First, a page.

Last weekend’s hostage taking at the Beth Israel Synagogue in Colleyville, Texas, appears at first sight to be fairly straightforward: it was an act of antisemitic terrorism, of the type that has become depressingly familiar to Jewish communities across the globe.
It was another reminder of the reason why we have tight security at synagogues, Jewish schools and our other communal buildings. It follows the devastating terrorist attacks on synagogues in Pittsburgh, Poway, Copenhagen and Halle in recent years. Visitors often comment on how hard it is to gain entry to synagogues, compared to churches or other places of worship: this is the reason why.
This particular attack even appears to have a specific goal: to secure the freedom of Aafia Siddiqui, a Muslim woman linked to al-Qaeda and sentenced to 86 years in prison on various terrorism-related charges in 2010. Siddiqui is held in a Texan prison not far from Colleyville and it seems that her release was the sole demand of the hostage taker.
But you don’t have to look far beneath the surface to see that this particular attack is something of a puzzle. We may need to wait for the police investigation to uncover all the facts before truly understanding how Faisal Malik Akram from Blackburn ended up in the Beth Israel Synagogue in Texas last Shabbat.
If Akram’s goal was simply to take Jews hostage in a synagogue, there are many others closer to home that he could have chosen rather than flying 4,500 miles to do it.
Similarly, if Akram was part of a wider plot to secure Aafia Siddiqui’s freedom, there must be plenty of Islamist extremists or al-Qaeda supporters who live much closer to Texas and could have been recruited to carry out a hostage-taking, rather than relying on a middle-aged Muslim from Lancashire to fly in and do the job.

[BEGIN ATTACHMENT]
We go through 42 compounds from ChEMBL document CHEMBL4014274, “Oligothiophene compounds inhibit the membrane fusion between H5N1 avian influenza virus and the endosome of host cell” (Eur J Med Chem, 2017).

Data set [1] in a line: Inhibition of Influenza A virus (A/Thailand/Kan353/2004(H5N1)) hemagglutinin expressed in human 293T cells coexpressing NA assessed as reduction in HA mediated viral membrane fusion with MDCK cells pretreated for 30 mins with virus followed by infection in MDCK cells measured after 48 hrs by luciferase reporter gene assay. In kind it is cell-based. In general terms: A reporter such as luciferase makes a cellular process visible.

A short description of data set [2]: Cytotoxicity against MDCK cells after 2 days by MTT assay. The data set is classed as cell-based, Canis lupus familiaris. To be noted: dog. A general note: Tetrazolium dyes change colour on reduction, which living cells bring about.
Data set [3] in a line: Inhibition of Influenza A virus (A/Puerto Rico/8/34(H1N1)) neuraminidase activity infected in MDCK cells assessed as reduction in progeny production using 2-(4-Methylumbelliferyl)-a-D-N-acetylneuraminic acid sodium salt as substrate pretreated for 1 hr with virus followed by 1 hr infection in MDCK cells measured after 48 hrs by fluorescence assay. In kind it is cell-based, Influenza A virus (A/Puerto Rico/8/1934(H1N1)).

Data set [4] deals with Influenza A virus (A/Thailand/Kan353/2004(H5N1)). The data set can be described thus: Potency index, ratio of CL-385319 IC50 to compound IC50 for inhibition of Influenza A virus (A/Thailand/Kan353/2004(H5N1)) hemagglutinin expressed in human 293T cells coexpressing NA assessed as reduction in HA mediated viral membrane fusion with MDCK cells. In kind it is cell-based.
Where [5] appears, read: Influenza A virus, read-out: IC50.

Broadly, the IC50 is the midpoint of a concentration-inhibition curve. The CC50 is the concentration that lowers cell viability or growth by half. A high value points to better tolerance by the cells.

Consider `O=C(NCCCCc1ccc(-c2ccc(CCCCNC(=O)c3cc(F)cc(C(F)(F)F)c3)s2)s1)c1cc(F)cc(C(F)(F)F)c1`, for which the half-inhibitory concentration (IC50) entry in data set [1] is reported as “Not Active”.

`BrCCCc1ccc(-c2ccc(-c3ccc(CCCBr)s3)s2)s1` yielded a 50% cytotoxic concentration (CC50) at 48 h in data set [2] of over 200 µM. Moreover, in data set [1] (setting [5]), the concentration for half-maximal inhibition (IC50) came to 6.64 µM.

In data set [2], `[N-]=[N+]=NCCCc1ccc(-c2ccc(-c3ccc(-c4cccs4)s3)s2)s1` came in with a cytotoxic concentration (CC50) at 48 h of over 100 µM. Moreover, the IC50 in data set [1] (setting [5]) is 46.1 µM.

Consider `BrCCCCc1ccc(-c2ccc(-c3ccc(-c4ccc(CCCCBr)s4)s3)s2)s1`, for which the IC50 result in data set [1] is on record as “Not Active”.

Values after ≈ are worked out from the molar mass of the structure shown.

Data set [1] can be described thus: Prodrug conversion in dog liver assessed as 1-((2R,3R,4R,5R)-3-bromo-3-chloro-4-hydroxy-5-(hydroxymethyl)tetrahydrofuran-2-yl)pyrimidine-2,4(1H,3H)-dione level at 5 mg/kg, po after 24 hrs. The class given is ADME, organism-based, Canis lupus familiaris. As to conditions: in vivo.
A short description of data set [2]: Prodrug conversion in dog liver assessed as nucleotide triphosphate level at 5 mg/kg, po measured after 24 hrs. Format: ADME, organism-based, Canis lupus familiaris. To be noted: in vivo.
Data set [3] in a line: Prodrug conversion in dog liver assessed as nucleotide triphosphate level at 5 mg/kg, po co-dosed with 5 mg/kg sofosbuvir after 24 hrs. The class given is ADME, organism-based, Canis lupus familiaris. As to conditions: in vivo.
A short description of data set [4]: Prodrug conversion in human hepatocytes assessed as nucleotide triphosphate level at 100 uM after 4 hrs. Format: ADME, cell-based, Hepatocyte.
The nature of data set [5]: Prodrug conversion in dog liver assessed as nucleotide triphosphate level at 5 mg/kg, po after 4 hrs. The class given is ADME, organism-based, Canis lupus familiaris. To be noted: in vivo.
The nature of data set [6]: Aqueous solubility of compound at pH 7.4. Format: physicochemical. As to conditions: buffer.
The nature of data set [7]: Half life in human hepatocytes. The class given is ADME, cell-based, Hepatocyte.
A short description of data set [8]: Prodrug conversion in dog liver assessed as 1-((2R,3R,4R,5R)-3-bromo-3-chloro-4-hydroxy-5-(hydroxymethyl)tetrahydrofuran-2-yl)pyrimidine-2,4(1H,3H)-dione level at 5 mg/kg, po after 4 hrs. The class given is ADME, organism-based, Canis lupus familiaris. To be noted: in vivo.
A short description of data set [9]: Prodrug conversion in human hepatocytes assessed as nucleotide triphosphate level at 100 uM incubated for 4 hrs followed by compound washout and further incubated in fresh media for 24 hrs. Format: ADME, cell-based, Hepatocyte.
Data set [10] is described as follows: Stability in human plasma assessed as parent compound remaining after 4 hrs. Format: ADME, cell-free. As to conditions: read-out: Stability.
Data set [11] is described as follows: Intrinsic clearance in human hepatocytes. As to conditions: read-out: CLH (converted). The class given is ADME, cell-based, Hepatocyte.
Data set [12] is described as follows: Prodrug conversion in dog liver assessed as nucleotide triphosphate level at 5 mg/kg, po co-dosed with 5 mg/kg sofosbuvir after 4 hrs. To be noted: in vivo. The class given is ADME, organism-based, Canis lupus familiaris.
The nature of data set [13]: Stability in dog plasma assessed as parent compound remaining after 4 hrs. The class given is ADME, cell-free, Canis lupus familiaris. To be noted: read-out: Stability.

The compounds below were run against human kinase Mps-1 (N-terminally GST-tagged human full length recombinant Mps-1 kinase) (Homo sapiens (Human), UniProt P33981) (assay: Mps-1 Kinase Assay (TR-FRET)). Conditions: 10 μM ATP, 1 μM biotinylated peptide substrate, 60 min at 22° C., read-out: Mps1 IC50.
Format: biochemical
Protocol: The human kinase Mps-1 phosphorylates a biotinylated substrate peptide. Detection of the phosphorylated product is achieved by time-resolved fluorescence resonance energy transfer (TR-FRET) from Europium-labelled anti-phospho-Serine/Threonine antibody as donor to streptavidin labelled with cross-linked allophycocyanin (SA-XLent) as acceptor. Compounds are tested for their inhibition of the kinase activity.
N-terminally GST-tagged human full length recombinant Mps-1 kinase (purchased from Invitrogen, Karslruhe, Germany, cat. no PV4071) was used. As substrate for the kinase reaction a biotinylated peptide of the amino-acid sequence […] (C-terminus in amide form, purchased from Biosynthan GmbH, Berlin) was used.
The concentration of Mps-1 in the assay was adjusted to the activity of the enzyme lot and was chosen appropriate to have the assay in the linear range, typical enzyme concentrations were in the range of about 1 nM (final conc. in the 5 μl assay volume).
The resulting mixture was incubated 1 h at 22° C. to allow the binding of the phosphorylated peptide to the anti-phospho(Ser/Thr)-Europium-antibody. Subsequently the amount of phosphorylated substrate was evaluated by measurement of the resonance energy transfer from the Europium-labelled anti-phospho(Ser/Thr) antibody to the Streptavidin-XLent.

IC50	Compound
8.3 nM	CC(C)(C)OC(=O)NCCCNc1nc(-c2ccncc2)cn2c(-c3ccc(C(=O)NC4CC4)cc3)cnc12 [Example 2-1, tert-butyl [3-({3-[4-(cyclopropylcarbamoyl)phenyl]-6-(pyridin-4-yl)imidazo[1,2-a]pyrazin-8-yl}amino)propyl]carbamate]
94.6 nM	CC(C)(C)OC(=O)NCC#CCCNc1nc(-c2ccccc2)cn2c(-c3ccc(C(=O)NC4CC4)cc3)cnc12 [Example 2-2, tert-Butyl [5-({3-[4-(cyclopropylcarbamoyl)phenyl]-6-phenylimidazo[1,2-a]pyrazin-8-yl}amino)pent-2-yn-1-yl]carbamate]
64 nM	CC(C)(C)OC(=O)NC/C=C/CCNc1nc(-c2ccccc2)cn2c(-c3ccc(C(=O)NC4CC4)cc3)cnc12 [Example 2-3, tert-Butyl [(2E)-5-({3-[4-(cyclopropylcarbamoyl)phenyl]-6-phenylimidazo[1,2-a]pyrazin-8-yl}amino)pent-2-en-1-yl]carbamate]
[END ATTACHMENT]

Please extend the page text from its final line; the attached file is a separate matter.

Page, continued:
The question of why Akram chose to take hostages in a synagogue, rather than, say, a church or a school, seems to have puzzled some commentators. For others, it is quite simple: he did it because they were Jewish.
This last point is an assumption about Akram’s motives that is yet to be confirmed, but there is plenty of evidence of the antipathy towards Jews in parts of our Muslim communities. One large-scale survey of antisemitic attitudes in Britain, published in 2017 by CST and the Institute for Jewish Policy Research, found that British Muslims are significantly more likely than the general population to hold antisemitic attitudes – in fact antisemitic views are as common amongst British Muslims as they are amongst people who identify as very right wing politically – although it also showed that most British Muslims rejected antisemitism.
This survey also showed that levels of antisemitism are higher amongst people – Muslim or not – who hold strongly anti-Israel attitudes. It is not possible to say whether the antisemitism influences attitudes to Israel, or whether dislike of Israel fuels antisemitism; but whichever it is, we saw the impact of this mixture of anti-Israel hatred and antisemitism amongst British Muslims last May, when there was a huge spike in antisemitism in Britain during the conflict in Israel and Gaza.
Two thirds of antisemitic incident perpetrators for whom CST obtained a description during that month of conflict were of south Asian or Arab appearance, while just over a quarter were described as white – the reverse of what happens during a ‘normal’ period. Over 80 per cent of all antisemitic incidents that month involved language, imagery or behaviour linked to the conflict in Israel and Gaza. And while it would be wrong to assume that every incident perpetrator of south Asian or Arab appearance is a Muslim, when you put these statistics together they do suggest that antisemitism emanating from within our Muslim communities played a large part in driving the increase in antisemitism during that period.
This poses a challenge that goes beyond the immediate security lessons of how to keep a potential terrorist out of a synagogue. It is a challenge not just for Jews and for Muslims, but for everyone who understands the importance of building a harmonious and diverse society.